How Two Distant Cousins Got Their Mines Together

Tom Haller and Mike Gittins

Several theories of how the area in St. Louis known as "Dogtown" received its name have floated around for generations.

They range from the colorful, but questionable version of how Philippine natives, the Igorots, went on clandestine missions from the 1904 World's Fair to capture dogs for food, to the more mundane conclusion that there were many dogs in Dogtown, thus the name.

Another theory concluded that squatters were evicted from what became Forest Park and forced into Dogtown in 1876 to make room for park construction. These squatters were among the poor Irish of the 1800s and thus were thought to have been "working like a dog" or slandered as "those poor dogs"

But two distant cousins whose paths crossed on the Dogtown Historical Society (DHS) Web site have made different conclusion. They feel their research on the subject has the most validity and credibility on how Dogtown earned its name.

Michael Gittins currently lives in France and Tom Haller recently moved back to Dogtown where he was born and raised. Thanks to the Dogtown Historical Society (DHS) Web site, they ran across each other in 2006, despite being an ocean apart. They began periodic e-mail exchanges, which helped cement their families' histories and mutual interests in Dogtown history.

Both had miners from the early 1800's in their genealogies and that's where family histories began to cross.

Michael's great-great-great-grandfather, William Gittins, came from Wales, where he was a miner. William moved his family and all their worldly possessions by oxcart from a Mississippi riverboat in the 1830's to where today the World's Fair birdcage is in Forest Park. He and his offspring became successful entrepreneurs and they eventually owned a hotel, grocery, saloon, livery and coal and clay mines in and around Dogtown.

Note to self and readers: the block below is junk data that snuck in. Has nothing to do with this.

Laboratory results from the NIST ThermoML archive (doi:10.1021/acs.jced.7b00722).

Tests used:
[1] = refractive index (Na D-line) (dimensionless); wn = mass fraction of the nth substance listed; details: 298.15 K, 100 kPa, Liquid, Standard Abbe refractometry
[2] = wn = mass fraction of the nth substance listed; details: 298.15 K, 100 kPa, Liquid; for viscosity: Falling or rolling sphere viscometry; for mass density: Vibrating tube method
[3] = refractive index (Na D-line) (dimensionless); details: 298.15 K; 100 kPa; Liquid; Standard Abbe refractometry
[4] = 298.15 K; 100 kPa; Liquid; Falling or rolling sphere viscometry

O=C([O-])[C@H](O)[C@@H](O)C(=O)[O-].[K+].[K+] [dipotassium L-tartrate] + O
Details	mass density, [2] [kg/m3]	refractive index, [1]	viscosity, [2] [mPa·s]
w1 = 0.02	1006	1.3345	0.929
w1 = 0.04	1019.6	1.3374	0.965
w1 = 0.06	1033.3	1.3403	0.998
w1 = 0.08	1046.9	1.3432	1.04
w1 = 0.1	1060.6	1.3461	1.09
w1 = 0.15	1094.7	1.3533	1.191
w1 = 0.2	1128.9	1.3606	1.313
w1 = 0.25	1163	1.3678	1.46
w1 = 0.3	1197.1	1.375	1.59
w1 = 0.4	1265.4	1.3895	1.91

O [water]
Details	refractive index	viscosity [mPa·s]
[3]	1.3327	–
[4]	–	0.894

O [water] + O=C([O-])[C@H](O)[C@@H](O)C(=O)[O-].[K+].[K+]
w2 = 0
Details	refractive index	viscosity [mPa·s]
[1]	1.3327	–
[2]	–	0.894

Tom Haller's maternal great-great-grandfather, Stephan Volz, came over from Baden, Germany; via Pennsylvania and Indiana, finally residing in Dogtown in 1856 to work in the mines.The cousins believe that eventually he worked for William Gittins.

Stephan had several offspring, including Benjamin and Louise, called Lucy. Stephan Volz worked his way up in the mines (no pun intended), and eventually earned a supervisory/management position. His sons also worked in the mines, as did many hard working laborers who moved to Dogtown in the mid-to-late 1800s.

Gittins and Haller are not certain which mining company the Volzes worked for, but they believe that Stephan and his sons worked in the Gittins' mines for several reasons. First, Stephan Volz's daughter, Lucy, married one of William Gittins' offspring, Edward. Here the Gittins and Volz families merge.

Remember Ben and Lucy Volz were siblings. After Ben Volz's divorce in the early 1900s, Edward and Lucy (Volz) Gittins helped raise their niece, Ben's only child, Luella "Babe" Volz. Many years later, some of the Gittins' mine property, depleted of its mining value, was sold to Ben Volz's only daughter, Luella (Volz) and her husband, Charlie Meyer. These family dynamics ignited both Mike Gittins' and Tom Haller's interest in the rich history of Dogtown and, consequently, the naming of Dogtown.

Gittins and Haller shared a sense that the prevailing Igorot version of Dogtown's naming was without substance. This suspicion set them on a quest to find a more supportable explanation of the name. Coming from different angles on their quest, their minds merged. Or, should we say, their 'mines' merged?

In late February 2007, Bob Corbett noted on the DHS Web site that Fr. O'Conner writing in 1937 stated he had actually talked to men who had been evicted from Forest Park in 1876 and moved to the area that people began calling Dogtown.

Bob Corbett wrote: "Father O'Conner did publish a book in 1937 about the history of the area. In that book he allows that he had spoken to the ACTUAL MEN (those still alive in 1937) who were among the Irish miners who were kicked out of the newly declared Forest Park in 1876. They claimed to Father O'Conner that after their eviction, the area where they 'squatted' was called Dogtown (an area sort of between Manchester and Wade, from about Gregg to Sproule -- though most of those streets didn't exist then)."